commends a cool café serving cuisine sourced only on Cairene back streets
The very idea of devilled liver atop a mound of brown rice, pasta, chickpeas and lentils drenched in fiery hot tomato and garlic sauce perhaps sounds somewhat abominable, yet it is anything but distasteful.
Everybody knows that koushary is a travesty of Egyptian street food. However, Cairo Kitchen, or CK for short, near the intersection of 26th July and Hasan Sabri in Zamalek, presents a contemporary take on koushary, Cairo-style. CK also serves koushary Eskandarany, the Alexandrian version, which is equally delectable. And, 25 salad options to boot.
How far is too far to go in experimenting with and improvising on local gastronomic culture? There is something in the chili and garlic sauce that certainly put the heat scale -- already pretty high on a popular level -- up by quite a few extra notches.
"Boiling on the open next to the large tannouras are our sauces and our 'Tagin of the Day', freshly prepared with the freshest of organic ingredients, prepared in the restaurant and simmering away in front of you," extrapolates Director of Operations of the La Bodega Group Nadine Beshir.
According to Suzanne El-Zeidy, co-owner of CK, "the canteen-style format recognises that Cairenes today lead busy lives. What we are offering is a healthy and satisfying meal for modern people on the run, who may not have time for long, sit-down meals, but are still not prepared to compromise on taste or the nutritional value of the food they eat," El-Zeidy expounds.
Hassan Abouseda, one of Egypt's most talented architects designed the interior décor with innovative interpretations of the authentic atmospheric ambiance of Egypt's street cuisine culture. He ingeniously fused calligraphy and floral motifs to enhance the feel of the local culinary classic.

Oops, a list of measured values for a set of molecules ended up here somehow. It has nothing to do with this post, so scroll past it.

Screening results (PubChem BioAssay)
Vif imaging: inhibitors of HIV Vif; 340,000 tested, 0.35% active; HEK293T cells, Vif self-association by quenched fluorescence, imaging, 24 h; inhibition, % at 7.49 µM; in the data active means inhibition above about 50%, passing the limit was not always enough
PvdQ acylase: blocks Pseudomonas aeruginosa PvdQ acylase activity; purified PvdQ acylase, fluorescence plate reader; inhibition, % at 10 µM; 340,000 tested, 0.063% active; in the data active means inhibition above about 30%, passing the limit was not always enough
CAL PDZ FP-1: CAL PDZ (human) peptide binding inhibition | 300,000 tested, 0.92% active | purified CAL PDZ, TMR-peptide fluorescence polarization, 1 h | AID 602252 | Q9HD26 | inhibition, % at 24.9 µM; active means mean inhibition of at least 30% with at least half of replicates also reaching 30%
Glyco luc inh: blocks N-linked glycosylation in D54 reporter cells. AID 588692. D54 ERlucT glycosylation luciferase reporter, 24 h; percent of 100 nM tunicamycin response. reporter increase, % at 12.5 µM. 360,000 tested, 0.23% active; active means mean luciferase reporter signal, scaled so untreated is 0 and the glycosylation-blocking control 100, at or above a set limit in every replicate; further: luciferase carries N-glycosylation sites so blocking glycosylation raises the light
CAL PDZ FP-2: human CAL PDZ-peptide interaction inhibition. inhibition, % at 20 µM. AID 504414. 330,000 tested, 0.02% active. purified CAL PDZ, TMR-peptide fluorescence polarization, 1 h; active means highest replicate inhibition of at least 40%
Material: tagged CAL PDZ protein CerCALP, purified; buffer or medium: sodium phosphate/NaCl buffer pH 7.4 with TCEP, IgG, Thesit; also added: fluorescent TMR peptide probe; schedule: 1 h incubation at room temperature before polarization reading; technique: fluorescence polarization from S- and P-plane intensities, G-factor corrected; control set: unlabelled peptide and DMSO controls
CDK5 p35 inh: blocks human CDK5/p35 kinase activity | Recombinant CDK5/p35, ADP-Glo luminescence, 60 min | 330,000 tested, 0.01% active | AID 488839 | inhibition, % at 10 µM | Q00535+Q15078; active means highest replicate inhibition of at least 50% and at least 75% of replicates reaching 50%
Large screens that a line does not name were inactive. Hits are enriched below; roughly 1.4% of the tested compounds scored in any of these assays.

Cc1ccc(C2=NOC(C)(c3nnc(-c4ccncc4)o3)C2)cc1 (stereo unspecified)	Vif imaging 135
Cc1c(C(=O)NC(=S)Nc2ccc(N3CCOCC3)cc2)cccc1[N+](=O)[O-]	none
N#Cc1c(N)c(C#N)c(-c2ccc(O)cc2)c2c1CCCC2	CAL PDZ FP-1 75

Arresting arrays of eye-catching colourful dishes are on display along the long counter and open hob. The kaleidoscopic intensity vies for the connoisseur's attention with the bold and vibrant colours of the décor.
Everything is inextricably intertwined. CK is a futuristic vision come true. There may have been a time when koushary and salad were deemed incompatible, but not anymore. CK re-interprets the traditional so that even if one can't work up the appetite for the full koushary fare, one can still savour the salads discerningly furnished with a tantalising twist of pomegranate and sesame seeds in crisp cream ceramic bowls.
Integrally engrossed in gourmet dishes one is oblivious to the fact that the eatery is not much tighter on space than the traditional street food stalls. This, though, is not a restaurant where the customer could spread out on a divan with riotous children who would much rather go for a run.
Cairo's countless stalls are strangely satisfying because they do not sell fusion cuisine, and nor does CK. Every Egyptian is familiar with cottage cheese, gebna arish, a bland dairy product invariably reserved in popular imagination for the frail and ailing geriatrics and anorexic weight watchers. In CK one can toss it over bell peppers stuffed with cracked wheat, or green couscous salad that combines coriander and thyme sprinkled with roast almonds.
As it happens, red-hot chili sauce is not restricted to the "first stop" on the CK culinary counter. Try it with fatta bel moza, stewed veal shank, rice and garlic drenched toasted bread. Or, better still douse the koftet roz bel shareya -- traditional rice meatballs with vermicelli.
Expatriates in Egypt constantly extol the virtues of curious cuisine of the Cairo street stalls but they have traditionally balked at the notion of sampling the dishes primarily because of the health hazards of indulging in such adventurism.
Koushary is a house special at the CK but we had already devoured four very different hors d'oeuvres -- Alexandrian liver, Dawoud Pasha meatballs, red bell pepper mahshi (dolmas), and koushari -- when our waiter approached our table with a broad smile.
As befits a traditional Cairene kitchen the koushary had to be excellent to top the preceding plates. The comforting flavours of lentils and brown rice were offset by the potent kick of the chili and garlic sauce. We could have easily stayed for dinner.